Digital artwork sells for record $69M at Christie's
"Learn about NF tease. The price tag for some digital artwork is starting to rival classic paintings from Picasso and Monet. Mike Winkelmann. He's better known as people created a montage of 5000 days of digital art and then put it up for auction at Christie's. It's sold for a record $69 million unique Blockchain based digital image is part of the non fungible Token world or end empties are still being shunned by many in the art world as a speculative fat, But the eight figure price tag for the people Certainly caught the naysayers. Attention.
Digital artwork sells for record $69M at Christie's
"A digital artwork has set a new record at christie's selling for sixty nine point. Three million dollars that's higher than bids for artwork by frida kahlo and salvador dali. Our ceylan off says the collage by artist. People also set a record for the non fungible token market. She'll explain simply put an. Nf nafta is just this digital token that conveys ownership. so you can think of f. as digital collectibles the idea is that you have this asset online and there is only one owner of it and because of that that gives it some level of scarcity it gives it some value where it gets more technical is the fact that that authenticity is guaranteed through information conveyed on blockchain which is the same technology that underlies bitcoin. It's just saying here. Is these specific. Asset here's data. it was created. Here is the name of the work of art in this case. And here's all of that information preserved so that you can actually track who owns this digital asset because assets online. You know if you have an image you can share it. You can make an. Mimi can do all sorts of things with it and there really hasn't historically been one owner and this lets you do that.
Digital artwork sells for record $69M at Christie's
"Tease. The price tag for some digital artwork is starting to rival classic paintings from Picasso and Monet. Mike Winkelmann. He's better known as people created a montage of 5000 days of digital art and then put it up for auction at Christie's. It's sold for a record $69 million unique Blockchain based digital image is part of the non fungible Token World, or N F. T s are still being shunned by many in the art world as a speculative fat butt. Eight figure price tag for the people has certainly caught the naysayers. ATTENTION By Mark Nieto. This report sponsored by Exit inaccuracy matters. Get a $5 rebate by trading up any non contact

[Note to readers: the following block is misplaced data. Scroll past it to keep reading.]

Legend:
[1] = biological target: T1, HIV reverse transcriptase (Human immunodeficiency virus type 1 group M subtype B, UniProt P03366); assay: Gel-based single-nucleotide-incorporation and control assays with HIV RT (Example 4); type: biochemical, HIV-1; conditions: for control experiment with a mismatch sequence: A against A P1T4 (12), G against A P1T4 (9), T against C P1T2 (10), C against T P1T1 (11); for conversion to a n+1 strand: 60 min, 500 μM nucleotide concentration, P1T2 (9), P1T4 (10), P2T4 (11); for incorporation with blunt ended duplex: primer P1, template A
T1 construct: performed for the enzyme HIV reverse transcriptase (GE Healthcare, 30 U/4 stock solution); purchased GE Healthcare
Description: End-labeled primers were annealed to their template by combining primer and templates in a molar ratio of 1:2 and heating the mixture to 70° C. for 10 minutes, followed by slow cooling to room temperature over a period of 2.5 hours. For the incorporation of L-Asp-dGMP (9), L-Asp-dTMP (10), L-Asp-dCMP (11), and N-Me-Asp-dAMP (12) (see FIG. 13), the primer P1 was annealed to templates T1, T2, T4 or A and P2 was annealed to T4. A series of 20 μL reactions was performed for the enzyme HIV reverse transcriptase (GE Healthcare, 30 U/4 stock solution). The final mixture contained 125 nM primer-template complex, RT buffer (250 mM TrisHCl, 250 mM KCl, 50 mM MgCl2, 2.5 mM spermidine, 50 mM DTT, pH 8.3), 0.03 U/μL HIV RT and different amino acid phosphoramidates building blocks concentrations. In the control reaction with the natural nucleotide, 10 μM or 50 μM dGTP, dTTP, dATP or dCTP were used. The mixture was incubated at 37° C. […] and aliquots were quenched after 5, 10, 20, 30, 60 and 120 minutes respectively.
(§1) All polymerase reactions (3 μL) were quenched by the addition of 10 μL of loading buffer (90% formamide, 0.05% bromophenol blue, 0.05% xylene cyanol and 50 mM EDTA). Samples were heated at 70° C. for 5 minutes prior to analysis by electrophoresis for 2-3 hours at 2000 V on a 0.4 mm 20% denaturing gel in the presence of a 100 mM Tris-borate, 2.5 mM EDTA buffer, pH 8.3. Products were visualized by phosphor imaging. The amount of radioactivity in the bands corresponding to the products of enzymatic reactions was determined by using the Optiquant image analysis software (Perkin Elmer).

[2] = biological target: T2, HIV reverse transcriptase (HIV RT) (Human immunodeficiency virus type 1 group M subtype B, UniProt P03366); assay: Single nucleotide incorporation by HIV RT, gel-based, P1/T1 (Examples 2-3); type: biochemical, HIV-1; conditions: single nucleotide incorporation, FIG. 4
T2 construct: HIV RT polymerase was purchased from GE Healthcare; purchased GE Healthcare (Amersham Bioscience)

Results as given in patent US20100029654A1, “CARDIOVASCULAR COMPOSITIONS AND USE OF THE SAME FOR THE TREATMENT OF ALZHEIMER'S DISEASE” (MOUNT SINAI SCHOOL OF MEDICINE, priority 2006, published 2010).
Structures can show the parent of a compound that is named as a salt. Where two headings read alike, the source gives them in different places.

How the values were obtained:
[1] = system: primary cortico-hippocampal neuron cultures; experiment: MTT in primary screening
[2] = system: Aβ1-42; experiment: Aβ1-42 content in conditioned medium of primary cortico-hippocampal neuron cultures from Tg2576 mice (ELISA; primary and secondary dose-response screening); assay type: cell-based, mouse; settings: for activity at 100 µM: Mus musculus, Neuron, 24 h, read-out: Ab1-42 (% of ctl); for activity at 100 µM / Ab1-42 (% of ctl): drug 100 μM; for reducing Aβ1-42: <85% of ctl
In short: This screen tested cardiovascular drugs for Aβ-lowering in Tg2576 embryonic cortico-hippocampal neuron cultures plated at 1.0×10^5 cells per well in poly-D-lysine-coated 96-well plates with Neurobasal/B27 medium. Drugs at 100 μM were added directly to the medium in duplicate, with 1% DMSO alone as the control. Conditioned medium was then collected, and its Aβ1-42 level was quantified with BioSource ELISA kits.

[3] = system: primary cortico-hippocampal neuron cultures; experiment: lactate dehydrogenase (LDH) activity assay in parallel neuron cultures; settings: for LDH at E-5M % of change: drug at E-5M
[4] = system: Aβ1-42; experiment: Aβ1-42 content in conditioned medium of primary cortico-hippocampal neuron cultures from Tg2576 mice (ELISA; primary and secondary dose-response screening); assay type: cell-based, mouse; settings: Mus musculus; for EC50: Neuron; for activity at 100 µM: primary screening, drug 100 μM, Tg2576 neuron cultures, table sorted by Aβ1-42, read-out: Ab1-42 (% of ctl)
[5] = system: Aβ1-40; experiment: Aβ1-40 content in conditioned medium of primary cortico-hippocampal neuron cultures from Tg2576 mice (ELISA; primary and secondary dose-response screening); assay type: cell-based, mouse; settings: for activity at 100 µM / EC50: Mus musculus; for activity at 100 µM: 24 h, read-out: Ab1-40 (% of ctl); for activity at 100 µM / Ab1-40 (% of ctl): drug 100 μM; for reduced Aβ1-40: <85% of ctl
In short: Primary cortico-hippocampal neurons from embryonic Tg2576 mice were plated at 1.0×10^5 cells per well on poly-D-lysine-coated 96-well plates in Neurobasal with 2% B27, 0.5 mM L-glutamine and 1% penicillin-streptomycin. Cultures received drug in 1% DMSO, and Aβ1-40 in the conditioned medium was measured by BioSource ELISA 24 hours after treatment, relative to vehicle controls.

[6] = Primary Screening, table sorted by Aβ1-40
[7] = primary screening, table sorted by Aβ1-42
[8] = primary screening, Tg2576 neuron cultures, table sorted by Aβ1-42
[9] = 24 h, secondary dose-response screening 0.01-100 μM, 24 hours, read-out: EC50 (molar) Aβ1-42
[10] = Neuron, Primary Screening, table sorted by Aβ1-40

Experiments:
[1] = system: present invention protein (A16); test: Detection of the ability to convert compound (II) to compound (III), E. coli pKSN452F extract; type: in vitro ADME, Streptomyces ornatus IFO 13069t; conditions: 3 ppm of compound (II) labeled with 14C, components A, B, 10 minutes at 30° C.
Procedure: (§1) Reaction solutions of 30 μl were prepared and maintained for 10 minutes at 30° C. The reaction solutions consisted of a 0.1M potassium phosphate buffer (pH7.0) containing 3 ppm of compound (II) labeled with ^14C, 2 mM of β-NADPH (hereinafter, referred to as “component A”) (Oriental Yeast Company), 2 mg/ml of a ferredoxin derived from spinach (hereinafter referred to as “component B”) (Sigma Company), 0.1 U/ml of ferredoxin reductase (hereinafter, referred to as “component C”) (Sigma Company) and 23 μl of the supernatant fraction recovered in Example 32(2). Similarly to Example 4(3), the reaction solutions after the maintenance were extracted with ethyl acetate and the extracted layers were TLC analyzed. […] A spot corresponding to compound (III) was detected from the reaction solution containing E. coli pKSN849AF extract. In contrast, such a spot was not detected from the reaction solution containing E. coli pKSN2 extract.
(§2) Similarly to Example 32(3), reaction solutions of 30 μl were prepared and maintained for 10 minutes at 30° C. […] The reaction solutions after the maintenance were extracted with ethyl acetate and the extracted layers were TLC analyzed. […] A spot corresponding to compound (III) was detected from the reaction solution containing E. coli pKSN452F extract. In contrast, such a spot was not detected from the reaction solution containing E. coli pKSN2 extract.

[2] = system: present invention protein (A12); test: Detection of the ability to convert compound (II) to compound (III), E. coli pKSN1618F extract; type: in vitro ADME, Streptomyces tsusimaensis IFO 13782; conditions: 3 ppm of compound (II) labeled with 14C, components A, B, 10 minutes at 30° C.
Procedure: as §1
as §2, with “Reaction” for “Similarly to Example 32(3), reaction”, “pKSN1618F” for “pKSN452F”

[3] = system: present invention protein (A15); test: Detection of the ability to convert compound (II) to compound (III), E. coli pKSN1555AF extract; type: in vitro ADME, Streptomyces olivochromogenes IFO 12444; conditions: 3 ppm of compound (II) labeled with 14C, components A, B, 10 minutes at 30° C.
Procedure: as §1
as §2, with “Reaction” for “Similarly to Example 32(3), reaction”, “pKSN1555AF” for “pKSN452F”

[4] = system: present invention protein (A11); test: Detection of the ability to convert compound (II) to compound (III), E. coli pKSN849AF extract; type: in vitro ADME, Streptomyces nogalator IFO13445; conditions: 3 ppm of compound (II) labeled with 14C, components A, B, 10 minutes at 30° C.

The gold rush of digital media shaking everything up
"Broader chang and this is your daily charge. What does shed light on. This mysterious world is our crackle reporter rich. Never welcome rich anything's so let's get right into it. What the heck are nf. Teas that is a good question. And it's a complicated answer but nfc stands for non jewel token in their bisley. They work like a bar code and they're meant to authenticate pieces of digital Like a file or a or a or a video or a or a movie At what it does is basically it designates one version as the authentic version and everything else is just copy right. He gives you the examples of some high profile. Tease of some of the wilder. Ones have gone for lots of money. Sure so right now. There's this auction at the british auction. House christie's is doing ended today and the bidding last time i looked at thirteen million. And it's for a piece of art by by rs named people So that's kind of one at the crazy extreme end of it There were those one clip of lebron james of walking shot that went for like a hundred thousand dollars jack dorsey of twitter is auctioning off the first tweet And i think that one is at at more than two million right now home what. Let's let me kind of break. It down because i think this is where i'm having difficulty wrapping my head around. You mentioned the lebron james to drill clip. Which can easily be shared the tweet by elon. Musk that can be screened. Shot at or can be shared the the the christie's auction that that piece of our it's not physical. It's a digital piece of art. Which again can be copied and shared. Why would someone pay this much money for. I guess what is what is technically though authentic version of this digital asset but ultimately is still a digital asset that you can copy and share right right. So that's that's where it gets really really complicated because the people the people are work. You know that's me. That's in our story like the pictures in our story right and i didn't hate thirteen million dollars but it you know it basically comes down to perception and that's really why this is kind of a fascinating topic because at the heart of it it it. It's we're talking about ownership online and what that means And and so you. I was talking to one one. Berkeley professor for For the story. That i did and his his take was. You know. it's it's about bragging rights but it's also about more than that know like like you. You've got these these pieces of art. That are are prolific online right. Everybody seen i'm like like a meme And if one person owns that you can take credit for for owning this That people love but also you know it. it could also be kind of something deeper than that I liken it to a painting right if you it. It makes sense that you'd want to buy like an original basquiat versus printed and the reason might be because you you might feel closer to the artist if you were to own the quote unquote authentic version of the same go for for an
The mental health impacts of the pandemic one year later